Joseph Mukasa Balikuddembe, a senior advisor to the king and a Catholic convert, condemned Mwanga for ordering Hannington's death without even giving Hannington a chance to defend himself, as was customary. Mwanga was so annoyed that Mukasa would question his actions that he had him arrested and killed. On November 15, 1885, Mukasa became the first Catholic martyr, beheaded at Nakivubo. Between December, 1885 and May, 1886 many more converts were wantonly murdered. Mwanga engineered a showdown in May by ordering converts to choose between their new faith and complete obedience to his orders. Those who were unwilling would be subject to death. Courageously, the new converts chose their faith. The execution of twenty six Christians at Namugongo on June 3, 1886, was the climax of the campaign against the converts. The last person killed in the crusade was Jean-Marie Muzeeyi, beheaded at Mengo on January 27, 1887. The list of forty five known Catholic and Protestant martyrs which follows includes only those who could be formally accounted for. Many more murders went unreported and were not recorded.

1 Kakumba, Makko      Buganda Ffumbe       Anglican       Jan 31, 1885   Busega   Dismembered and Burned
2 Rugarama, Yusuf       Ankole                        Anglican       Jan 31, 1885  Busega   Dismembered and Burned
3 Sserwanga, Nuwa      Buganda Ngeye          Anglican       Jan 31, 1885  Busega   Dismembered and Burned
4 Balikuddembe, Yosefu Mukasa  Buganda Kayozi  Catholic  Nov 15, 1885   Nakivubo   Beheaded and Burned
5 Mukasa, Musa           Buganda Ffumbe        Anglican        May 25, 1886   Munyonyo   Speared
6 Kaggwa, Anderea     Bunyoro                      Catholic         May 26, 1886   Munyonyo   Beheaded
7 Ngondwe, Ponsiano  Buganda Nnyonyi Nnyange  Catholic  May 26, 1886  Ttakajjunge  Beheaded and Dismembered
8 Ssebuggwawo, Denis  Buganda Musu         Catholic         May 26, 1886   Munyonyo   Beheaded
9 Bazzekuketta, Antanansio  Buganda Nkima  Catholic       May 27, 1886   Nakivubo    Dismembered
10 Gonza, Gonzaga  Busoga Mpologoma      Catholic          May 27, 1886   Lubowa      Beheaded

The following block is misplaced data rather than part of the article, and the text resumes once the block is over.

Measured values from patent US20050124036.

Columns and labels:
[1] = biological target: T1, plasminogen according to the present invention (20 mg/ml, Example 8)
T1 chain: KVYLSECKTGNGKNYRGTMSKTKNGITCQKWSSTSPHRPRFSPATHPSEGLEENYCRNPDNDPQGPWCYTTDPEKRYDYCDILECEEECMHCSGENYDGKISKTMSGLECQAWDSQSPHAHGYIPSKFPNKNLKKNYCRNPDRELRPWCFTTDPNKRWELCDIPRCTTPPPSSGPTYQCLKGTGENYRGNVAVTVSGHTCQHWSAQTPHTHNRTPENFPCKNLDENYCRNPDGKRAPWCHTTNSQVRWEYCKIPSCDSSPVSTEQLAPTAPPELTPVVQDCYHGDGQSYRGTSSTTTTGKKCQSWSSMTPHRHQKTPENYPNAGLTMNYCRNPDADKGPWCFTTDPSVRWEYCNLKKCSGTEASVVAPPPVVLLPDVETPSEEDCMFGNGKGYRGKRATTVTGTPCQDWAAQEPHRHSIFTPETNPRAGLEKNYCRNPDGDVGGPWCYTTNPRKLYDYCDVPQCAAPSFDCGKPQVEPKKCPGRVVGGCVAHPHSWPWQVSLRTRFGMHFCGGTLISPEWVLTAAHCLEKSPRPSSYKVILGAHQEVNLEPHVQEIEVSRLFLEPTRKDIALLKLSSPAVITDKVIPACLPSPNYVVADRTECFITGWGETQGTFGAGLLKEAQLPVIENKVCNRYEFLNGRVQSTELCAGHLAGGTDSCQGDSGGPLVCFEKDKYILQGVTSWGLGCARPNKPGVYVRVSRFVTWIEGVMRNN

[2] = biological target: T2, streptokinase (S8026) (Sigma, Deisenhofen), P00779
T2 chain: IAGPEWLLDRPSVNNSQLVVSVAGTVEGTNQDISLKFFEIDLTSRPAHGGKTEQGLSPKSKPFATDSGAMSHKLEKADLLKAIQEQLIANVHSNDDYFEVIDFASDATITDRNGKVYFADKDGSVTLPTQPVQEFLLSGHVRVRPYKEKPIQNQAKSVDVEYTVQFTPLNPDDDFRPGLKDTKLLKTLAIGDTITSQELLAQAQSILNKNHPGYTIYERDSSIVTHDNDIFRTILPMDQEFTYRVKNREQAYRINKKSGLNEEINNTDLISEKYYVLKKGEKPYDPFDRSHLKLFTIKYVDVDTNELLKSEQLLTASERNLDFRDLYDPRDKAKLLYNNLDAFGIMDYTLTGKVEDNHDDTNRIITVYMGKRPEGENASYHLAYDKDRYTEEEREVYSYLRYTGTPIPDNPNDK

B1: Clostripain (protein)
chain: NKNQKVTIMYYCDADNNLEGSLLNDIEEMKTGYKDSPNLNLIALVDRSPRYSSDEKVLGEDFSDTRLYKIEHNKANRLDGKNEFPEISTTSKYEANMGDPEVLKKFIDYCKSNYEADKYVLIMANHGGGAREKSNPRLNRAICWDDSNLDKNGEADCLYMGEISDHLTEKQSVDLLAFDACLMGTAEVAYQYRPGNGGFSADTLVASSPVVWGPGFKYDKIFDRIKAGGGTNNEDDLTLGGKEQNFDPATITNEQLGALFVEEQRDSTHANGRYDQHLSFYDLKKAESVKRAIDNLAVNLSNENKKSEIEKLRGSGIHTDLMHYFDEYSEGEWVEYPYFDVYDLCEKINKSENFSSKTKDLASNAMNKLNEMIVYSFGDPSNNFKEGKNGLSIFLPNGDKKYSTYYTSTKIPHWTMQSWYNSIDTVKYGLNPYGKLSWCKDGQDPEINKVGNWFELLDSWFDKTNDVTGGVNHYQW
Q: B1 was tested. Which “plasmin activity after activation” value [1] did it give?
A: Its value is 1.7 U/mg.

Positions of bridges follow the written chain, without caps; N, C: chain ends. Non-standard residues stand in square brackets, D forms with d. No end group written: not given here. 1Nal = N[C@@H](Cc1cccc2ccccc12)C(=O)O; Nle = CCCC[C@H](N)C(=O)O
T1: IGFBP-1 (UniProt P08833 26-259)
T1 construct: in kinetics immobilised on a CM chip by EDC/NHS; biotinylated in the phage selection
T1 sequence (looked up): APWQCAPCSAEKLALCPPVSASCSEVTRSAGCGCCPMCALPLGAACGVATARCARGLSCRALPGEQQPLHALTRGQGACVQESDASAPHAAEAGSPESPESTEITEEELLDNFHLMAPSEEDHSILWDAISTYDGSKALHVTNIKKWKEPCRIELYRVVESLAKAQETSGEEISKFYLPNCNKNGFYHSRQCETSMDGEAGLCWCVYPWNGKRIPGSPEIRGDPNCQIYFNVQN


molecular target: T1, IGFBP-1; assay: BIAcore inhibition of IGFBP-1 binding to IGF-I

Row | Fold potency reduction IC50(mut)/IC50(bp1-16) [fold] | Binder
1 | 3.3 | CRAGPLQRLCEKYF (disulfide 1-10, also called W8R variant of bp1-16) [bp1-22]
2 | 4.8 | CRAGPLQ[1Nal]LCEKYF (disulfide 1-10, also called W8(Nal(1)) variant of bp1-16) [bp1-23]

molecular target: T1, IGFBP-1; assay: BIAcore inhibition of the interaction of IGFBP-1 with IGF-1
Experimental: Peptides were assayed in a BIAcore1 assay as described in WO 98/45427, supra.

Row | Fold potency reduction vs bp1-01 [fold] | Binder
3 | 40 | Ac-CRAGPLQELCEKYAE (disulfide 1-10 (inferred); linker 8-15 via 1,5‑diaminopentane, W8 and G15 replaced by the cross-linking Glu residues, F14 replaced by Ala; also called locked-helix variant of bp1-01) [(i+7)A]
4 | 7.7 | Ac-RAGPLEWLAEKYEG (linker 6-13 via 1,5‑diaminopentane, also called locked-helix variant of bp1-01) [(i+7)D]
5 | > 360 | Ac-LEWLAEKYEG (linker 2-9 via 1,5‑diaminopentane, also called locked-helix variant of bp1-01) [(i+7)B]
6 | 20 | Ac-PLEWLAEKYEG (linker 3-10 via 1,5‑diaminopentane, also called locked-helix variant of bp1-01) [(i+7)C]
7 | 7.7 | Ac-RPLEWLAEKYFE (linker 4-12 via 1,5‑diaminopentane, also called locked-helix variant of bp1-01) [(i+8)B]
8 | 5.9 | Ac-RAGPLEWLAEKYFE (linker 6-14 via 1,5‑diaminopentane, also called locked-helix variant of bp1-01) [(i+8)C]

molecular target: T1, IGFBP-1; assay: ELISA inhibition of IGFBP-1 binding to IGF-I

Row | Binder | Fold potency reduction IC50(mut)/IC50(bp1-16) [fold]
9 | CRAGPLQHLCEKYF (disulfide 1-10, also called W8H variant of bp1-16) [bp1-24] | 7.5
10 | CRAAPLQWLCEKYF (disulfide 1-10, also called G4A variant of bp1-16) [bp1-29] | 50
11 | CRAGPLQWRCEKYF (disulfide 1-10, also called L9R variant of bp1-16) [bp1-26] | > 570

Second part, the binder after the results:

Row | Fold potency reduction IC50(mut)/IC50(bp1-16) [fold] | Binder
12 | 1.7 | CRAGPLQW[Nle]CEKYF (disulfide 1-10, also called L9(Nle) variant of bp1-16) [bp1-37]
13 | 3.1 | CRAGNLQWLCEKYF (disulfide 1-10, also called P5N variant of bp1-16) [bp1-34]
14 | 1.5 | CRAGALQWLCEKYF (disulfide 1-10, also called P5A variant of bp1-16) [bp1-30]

11 Mbwa, Eriya          Buganda Ndiga           Anglican         May 27, 1886   Mengo        Castrated
12 Muddu-aguma                                           Anglican         May 27, 1886   Mengo        Castrated
13 Mulumba, Matiya Busoga Lugave            Catholic          May 27, 1886   Old Kampala Dismembered
14 Muwanga, Daudi   Buganda Ngonge        Anglican                                   Namanve    Castrated
15 Kayizzi, Kibuuka  Buganda Mmamba      Anglican         May 31, 1886   Mityana      Castrated
16 Mawaggali, Nowa Buganda Ngabi           Catholic          May 31, 1886   Mityana      Speared, Ravaged by wild dogs
17 Mayanja, Kitoogo Buganda Ffumbe        Anglican         May 31, 1886    Mityana      Castrated
18 Muwanga              Buganda Nvuma        Anglican          May 31, 1886    Mityana      Castrated
19 Lwanga, Karoli     Buganda Ngabi          Catholic           June 3, 1886      Namugongo   Burned
20 Baanabakintu, Lukka  Buganda Mmamba  Catholic       June 3, 1886      Namugongo   Burned
21 Buuzabalyawo, Yakobo  Buganda Ngeye  Catholic        June 3, 1886      Namugongo   Burned
22 Gyaviira  Buganda Mmamba                  Catholic           June 3, 1886      Namugongo   Burned
23 Kibuuka, Ambrosio  Buganda Lugave   Catholic           June 3, 1886      Namugongo   Burned
24 Kiriggwajjo, Anatoli  Bunyoro               Catholic           June 3, 1886     Namugongo    Burned
25 Kiriwawanvu, Mukasa  Buganda Ndiga  Catholic          June 3, 1886     Namugongo    Burned